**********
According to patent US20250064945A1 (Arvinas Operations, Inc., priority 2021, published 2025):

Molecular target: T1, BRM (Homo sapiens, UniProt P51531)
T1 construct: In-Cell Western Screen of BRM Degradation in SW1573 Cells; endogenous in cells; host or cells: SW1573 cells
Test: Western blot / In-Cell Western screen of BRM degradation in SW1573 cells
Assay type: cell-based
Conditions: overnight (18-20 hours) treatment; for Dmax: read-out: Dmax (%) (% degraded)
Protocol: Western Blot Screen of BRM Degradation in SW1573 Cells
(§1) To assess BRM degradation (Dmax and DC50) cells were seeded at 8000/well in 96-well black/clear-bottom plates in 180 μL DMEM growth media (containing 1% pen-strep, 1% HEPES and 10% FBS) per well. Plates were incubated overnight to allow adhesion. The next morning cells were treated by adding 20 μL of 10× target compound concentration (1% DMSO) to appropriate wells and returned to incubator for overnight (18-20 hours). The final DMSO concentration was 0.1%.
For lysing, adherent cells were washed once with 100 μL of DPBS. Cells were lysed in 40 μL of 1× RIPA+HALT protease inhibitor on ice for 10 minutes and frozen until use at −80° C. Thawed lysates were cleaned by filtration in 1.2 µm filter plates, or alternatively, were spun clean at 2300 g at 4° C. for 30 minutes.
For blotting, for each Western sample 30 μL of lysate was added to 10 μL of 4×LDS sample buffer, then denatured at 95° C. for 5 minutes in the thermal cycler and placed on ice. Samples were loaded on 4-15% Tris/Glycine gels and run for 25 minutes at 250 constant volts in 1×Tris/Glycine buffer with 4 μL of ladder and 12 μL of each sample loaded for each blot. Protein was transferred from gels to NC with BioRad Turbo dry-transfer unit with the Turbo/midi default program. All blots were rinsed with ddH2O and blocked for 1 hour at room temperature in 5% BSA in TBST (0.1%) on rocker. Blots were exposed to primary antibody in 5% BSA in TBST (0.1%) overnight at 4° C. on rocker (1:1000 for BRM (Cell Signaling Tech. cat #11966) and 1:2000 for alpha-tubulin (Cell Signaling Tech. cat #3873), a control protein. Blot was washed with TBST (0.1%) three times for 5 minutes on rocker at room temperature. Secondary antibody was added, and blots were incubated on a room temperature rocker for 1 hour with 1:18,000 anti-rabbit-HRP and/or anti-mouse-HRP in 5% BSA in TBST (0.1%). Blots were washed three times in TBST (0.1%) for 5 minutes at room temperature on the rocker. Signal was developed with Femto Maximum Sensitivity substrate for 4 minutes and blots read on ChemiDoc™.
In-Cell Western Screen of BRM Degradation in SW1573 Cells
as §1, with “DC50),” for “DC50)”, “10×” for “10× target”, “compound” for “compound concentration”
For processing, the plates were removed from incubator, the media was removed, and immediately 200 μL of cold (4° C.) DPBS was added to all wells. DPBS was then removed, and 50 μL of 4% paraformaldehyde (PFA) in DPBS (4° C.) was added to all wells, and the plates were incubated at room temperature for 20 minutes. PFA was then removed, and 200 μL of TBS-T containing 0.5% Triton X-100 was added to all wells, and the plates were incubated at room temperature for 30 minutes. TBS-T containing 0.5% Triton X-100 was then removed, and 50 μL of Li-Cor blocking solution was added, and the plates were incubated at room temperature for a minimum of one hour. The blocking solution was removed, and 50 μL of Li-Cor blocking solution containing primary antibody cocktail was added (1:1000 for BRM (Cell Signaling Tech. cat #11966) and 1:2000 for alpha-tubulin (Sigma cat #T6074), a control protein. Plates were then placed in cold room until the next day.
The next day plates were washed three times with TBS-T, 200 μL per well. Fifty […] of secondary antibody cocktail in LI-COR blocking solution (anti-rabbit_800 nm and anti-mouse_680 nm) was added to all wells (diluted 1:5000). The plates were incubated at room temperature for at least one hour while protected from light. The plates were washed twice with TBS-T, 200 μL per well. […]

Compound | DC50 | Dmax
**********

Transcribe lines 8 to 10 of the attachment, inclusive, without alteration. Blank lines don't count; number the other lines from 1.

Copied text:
(§1) To assess BRM degradation (Dmax and DC50) cells were seeded at 8000/well in 96-well black/clear-bottom plates in 180 μL DMEM growth media (containing 1% pen-strep, 1% HEPES and 10% FBS) per well. Plates were incubated overnight to allow adhesion. The next morning cells were treated by adding 20 μL of 10× target compound concentration (1% DMSO) to appropriate wells and returned to incubator for overnight (18-20 hours). The final DMSO concentration was 0.1%.
For lysing, adherent cells were washed once with 100 μL of DPBS. Cells were lysed in 40 μL of 1× RIPA+HALT protease inhibitor on ice for 10 minutes and frozen until use at −80° C. Thawed lysates were cleaned by filtration in 1.2 µm filter plates, or alternatively, were spun clean at 2300 g at 4° C. for 30 minutes.
For blotting, for each Western sample 30 μL of lysate was added to 10 μL of 4×LDS sample buffer, then denatured at 95° C. for 5 minutes in the thermal cycler and placed on ice. Samples were loaded on 4-15% Tris/Glycine gels and run for 25 minutes at 250 constant volts in 1×Tris/Glycine buffer with 4 μL of ladder and 12 μL of each sample loaded for each blot. Protein was transferred from gels to NC with BioRad Turbo dry-transfer unit with the Turbo/midi default program. All blots were rinsed with ddH2O and blocked for 1 hour at room temperature in 5% BSA in TBST (0.1%) on rocker. Blots were exposed to primary antibody in 5% BSA in TBST (0.1%) overnight at 4° C. on rocker (1:1000 for BRM (Cell Signaling Tech. cat #11966) and 1:2000 for alpha-tubulin (Cell Signaling Tech. cat #3873), a control protein. Blot was washed with TBST (0.1%) three times for 5 minutes on rocker at room temperature. Secondary antibody was added, and blots were incubated on a room temperature rocker for 1 hour with 1:18,000 anti-rabbit-HRP and/or anti-mouse-HRP in 5% BSA in TBST (0.1%). Blots were washed three times in TBST (0.1%) for 5 minutes at room temperature on the rocker. Signal was developed with Femto Maximum Sensitivity substrate for 4 minutes and blots read on ChemiDoc™.